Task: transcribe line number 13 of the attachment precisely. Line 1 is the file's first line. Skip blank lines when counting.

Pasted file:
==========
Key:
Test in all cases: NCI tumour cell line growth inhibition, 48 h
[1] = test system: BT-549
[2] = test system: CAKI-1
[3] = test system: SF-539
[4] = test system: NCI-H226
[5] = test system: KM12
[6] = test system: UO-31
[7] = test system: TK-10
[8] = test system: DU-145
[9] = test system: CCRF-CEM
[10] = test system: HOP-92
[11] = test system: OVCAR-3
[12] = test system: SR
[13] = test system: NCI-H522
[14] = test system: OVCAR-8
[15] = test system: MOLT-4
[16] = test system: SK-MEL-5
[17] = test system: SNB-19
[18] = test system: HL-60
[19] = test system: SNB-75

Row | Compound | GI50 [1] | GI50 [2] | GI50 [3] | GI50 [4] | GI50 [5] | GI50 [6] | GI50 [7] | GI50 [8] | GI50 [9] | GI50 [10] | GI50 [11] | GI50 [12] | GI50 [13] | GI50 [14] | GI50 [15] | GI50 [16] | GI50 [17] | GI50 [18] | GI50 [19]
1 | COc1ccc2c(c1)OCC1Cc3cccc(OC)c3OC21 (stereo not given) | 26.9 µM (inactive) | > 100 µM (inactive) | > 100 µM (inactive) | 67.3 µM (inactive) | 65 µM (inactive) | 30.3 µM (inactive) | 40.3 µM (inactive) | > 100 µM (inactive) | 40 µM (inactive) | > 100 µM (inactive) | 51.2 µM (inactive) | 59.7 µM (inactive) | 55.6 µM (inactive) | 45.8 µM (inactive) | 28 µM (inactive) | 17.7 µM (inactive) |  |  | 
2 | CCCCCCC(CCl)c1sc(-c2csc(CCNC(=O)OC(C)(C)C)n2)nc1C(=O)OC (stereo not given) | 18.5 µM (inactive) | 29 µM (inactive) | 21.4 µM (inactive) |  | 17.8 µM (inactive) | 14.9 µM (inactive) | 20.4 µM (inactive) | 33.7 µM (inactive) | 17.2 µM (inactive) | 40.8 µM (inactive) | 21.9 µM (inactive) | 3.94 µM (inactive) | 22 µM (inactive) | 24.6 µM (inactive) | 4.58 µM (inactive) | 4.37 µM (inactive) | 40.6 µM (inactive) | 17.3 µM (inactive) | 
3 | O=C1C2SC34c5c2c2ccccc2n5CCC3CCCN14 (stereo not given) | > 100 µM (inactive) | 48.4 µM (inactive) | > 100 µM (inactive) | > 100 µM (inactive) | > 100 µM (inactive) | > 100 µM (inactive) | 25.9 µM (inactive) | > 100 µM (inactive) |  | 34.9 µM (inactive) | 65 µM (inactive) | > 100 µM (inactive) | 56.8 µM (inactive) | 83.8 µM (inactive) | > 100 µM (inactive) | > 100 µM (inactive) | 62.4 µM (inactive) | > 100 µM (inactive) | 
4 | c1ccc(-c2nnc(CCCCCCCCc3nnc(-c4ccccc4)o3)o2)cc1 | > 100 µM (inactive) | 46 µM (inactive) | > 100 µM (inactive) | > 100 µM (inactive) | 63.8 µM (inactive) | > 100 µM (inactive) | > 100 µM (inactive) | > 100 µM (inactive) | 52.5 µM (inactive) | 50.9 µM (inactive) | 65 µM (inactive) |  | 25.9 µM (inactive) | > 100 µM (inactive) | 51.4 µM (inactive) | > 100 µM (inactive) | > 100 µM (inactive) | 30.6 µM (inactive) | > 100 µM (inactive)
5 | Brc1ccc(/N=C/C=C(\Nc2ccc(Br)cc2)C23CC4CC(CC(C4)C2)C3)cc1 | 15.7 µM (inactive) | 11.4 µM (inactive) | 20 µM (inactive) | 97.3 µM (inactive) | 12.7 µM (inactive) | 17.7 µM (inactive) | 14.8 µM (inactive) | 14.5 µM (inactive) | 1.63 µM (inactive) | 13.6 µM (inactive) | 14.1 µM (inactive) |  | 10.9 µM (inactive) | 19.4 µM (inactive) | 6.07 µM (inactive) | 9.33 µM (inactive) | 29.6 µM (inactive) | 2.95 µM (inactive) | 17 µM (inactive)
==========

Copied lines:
[11] = test system: OVCAR-3